Mayor Isko breaks ground for new Manila Zoo

Published July 25, 2020, 3:16 PM

by Joseph Almer Pedrajas

A new and redeveloped Manila Zoo in Malate, Manila will be opened to the public next year following the local government’s groundbreaking ceremony for its restoration on Saturday (July 25).

Manila City Mayor Francisco Isko Moreno Domagoso along with Vice-Mayor Honey Lacuna leads the ceremonial ground breaking ceremony of the renovated Manila Zoological and Botanical Garden on Saturday. Mayor Isko also feeds the iconic Mali the elephant during the program. (Jansen Romero / MANILA BULLETIN)
Manila City Mayor Francisco Isko Moreno Domagoso along with Vice-Mayor Honey Lacuna leads the ceremonial ground breaking ceremony of the renovated Manila Zoological and Botanical Garden on Saturday. Mayor Isko also feeds the iconic Mali the elephant during the program. (Jansen Romero / MANILA BULLETIN)

Mayor Francisco “Isko Moreno” Domagoso led the groundbreaking ceremony held on the zoo’s 61st anniversary, and assured the public that the new zoo will vie with those of other Southeast Asian countries.

“What we are going to build in the near future: The best zoo in Asia. We will compete with them,” Moreno said, as he stressed that Manila Zoo was in fact the first zoo in the Philippines and Asia.

The 5.5-hectare Manila Zoological and Botanical Garden or Manila Zoo was ordered closed “until further notice” in January 2019 to give way for the local government, which was then headed by former mayor Joseph Estrada, to conduct a proper assessment and study of its rehabilitation.

But this year, Domagoso finally gave the green light for work to start on its restoration, saying the redevelopment and rehabilitation of Manila Zoo is part of his administration’s agenda to stimulate the city’s economy in the long term.

“Kaya hindi ko po talagang binuksan ang Manila Zoo [noon dahil] hindi pa tayo na[kakapag]co-comply sa mga alituntunin na ipanapatupad ng ahensya ng pamahalaan (The reason why I did not open Manila Zoo before was because we hadn’t complied with government guidelines),” the mayor said.

Plans

Alipio Morabe Jr., director of the city’s public recreation bureau, told the Manila Bulletin about some of the various changes and features that the Manila Zoo will have once it reopens.

“For example, we’re cleaning our lagoon so we can put filtration at its lowest point,” Morabe said in Filipino, explaining that this is because the lagoon is connected to Manila Bay.

“And within the lagoon itself, we will have a 30-foot waterfall. Perhaps we will also put fish and boats,” he added in an interview after the groundbreaking ceremony.According to the DENR, the zoo was dumping untreated sewage into Estero de San Antonio Abad. The facility does not currently have a sewage treatment plant.

Morabe also said the enclosure of Mali, the iconic 47-year-old female elephant at the zoo, will be expanded up to 100 percent to house more animals, including hippopotamuses.

Inside the zoo, they also want to have hyenas and baboons roaming around.

Morabe added that they are also thinking of building a coffee shop inside the zoo, so visitors can watch the animals, particularly those that are nocturnal, in comfort.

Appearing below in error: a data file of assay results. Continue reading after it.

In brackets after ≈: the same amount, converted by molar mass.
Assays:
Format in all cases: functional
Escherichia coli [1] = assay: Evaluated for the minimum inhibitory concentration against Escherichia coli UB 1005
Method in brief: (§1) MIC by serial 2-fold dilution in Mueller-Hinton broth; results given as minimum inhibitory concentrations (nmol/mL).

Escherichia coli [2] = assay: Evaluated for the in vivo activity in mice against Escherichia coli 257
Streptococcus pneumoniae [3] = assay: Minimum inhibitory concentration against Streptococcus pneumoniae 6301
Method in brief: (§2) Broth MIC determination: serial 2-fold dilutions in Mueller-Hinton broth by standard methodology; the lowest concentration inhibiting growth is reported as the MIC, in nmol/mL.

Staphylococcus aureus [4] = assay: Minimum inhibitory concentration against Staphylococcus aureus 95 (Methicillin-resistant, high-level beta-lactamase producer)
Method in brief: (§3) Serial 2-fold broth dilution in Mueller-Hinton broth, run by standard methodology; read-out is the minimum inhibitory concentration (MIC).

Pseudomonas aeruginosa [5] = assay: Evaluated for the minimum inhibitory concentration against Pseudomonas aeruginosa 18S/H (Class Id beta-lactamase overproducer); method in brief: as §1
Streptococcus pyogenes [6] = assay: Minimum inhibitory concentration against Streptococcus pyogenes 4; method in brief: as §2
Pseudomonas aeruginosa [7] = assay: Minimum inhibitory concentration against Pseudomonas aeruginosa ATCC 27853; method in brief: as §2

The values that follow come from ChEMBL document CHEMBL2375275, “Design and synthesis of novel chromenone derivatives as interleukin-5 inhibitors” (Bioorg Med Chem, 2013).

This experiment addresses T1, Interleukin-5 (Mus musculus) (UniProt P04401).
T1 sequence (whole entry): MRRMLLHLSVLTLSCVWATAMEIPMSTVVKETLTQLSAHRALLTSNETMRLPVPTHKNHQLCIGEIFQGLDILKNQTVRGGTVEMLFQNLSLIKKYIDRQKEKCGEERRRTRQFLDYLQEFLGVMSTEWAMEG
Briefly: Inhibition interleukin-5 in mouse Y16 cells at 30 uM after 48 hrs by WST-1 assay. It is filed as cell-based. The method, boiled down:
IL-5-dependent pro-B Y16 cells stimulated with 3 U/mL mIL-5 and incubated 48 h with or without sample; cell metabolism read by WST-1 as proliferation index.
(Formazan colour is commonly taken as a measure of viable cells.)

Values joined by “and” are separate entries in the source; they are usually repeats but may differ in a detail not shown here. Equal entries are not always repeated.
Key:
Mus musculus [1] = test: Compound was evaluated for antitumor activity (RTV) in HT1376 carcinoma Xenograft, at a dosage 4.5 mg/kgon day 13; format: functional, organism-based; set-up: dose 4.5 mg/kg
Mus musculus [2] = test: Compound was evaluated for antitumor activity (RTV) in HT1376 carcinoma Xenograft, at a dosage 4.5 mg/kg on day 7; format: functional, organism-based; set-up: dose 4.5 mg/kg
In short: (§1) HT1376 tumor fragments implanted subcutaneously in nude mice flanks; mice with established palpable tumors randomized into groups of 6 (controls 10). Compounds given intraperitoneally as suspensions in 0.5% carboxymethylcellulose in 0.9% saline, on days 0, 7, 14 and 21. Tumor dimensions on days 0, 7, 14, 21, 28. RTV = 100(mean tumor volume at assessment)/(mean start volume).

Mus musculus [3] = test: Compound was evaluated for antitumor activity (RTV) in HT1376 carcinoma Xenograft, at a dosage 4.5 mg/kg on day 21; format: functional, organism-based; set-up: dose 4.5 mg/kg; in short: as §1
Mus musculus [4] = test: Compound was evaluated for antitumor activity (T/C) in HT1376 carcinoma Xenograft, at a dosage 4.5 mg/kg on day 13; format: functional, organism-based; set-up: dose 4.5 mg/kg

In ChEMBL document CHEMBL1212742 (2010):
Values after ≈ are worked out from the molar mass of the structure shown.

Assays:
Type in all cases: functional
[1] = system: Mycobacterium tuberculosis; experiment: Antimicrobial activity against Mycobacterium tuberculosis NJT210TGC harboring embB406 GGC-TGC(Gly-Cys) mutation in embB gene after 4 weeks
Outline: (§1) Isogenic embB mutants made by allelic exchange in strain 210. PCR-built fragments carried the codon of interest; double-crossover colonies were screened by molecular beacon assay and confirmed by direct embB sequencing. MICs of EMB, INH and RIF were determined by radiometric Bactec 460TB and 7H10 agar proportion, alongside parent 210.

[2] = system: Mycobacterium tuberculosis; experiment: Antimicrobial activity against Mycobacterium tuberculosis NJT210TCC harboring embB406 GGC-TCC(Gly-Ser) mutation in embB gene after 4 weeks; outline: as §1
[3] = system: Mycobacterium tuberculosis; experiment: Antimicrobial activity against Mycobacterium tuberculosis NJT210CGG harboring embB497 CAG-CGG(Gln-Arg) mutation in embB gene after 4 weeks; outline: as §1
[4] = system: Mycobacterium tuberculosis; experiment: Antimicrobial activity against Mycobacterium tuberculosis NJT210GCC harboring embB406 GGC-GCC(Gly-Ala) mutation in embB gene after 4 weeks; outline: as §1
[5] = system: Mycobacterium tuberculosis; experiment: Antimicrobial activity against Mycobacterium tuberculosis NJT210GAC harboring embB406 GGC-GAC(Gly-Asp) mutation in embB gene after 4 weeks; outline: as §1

“Visitors will be able to interact with the animals,” Morabe said, adding that they will place either glass or kakawate (madre de cacao) trees to serve as barriers between the animals and the visitors.

“We will meet the standards set by the South East Asian Zoos Association (SEAZA),” he said, adding that they have already consulted with their experts.

Morabe said it will take at least a year and half for the local government to complete the zoo’s restoration because the process is more complicated than starting from scratch.

“It’s actually faster if we build from scratch. But no, we have to consider the trees and animals that will be affected,” he explained.

Memories

Vice Mayor Honey Lacuña in a speech during the ceremony, fondly remembered her experience at the zoo during her childhood.

“Tandang-tanda ko po na pagpasok dito sa Manila Zoo ay bubungad agad ang isang malaking elepante, andiyan pa rin po sya (I remember, whenever I went here, I would be greeted by a big elephant. And she’s still here),” she said, referring to Mali.

Mali was reportedly gifted by the Sri Lankan government to the country for safekeeping over fears that she might not survive in the jungle after her parents died. Despite the way she looks, she is healthy, according to Morabe. She is only fed with grass to limit her carbohydrate intake to keep her healthy.

“Sa mga ka-edad ko, siguro naalala niyo na bukod pa doon sa mahabang kulungan ng mga ahas ay may mga helera ng kulungan ng iba’t-ibang klase ng unggoy (Those who are my age, perhaps you remember that aside from the long snake enclosure, there were also rows of cages of different monkeys),” Lacuña added.

The vice mayor said the plan to redevelop Manila Zoo only proves that it will not be sold by the local government, contrary to various claims.

“Ang proyektong ito ay patunay lamang ng ating mataas na pagpapahalaga sa lahat ng bagay na magkaugnay o tinatawag na ekolohiya (This project only proves the high regard we have for everything connected to, or what is called, ecology),” she said, thanking Moreno for his commitment to keep and rehabilitate the zoo.

 
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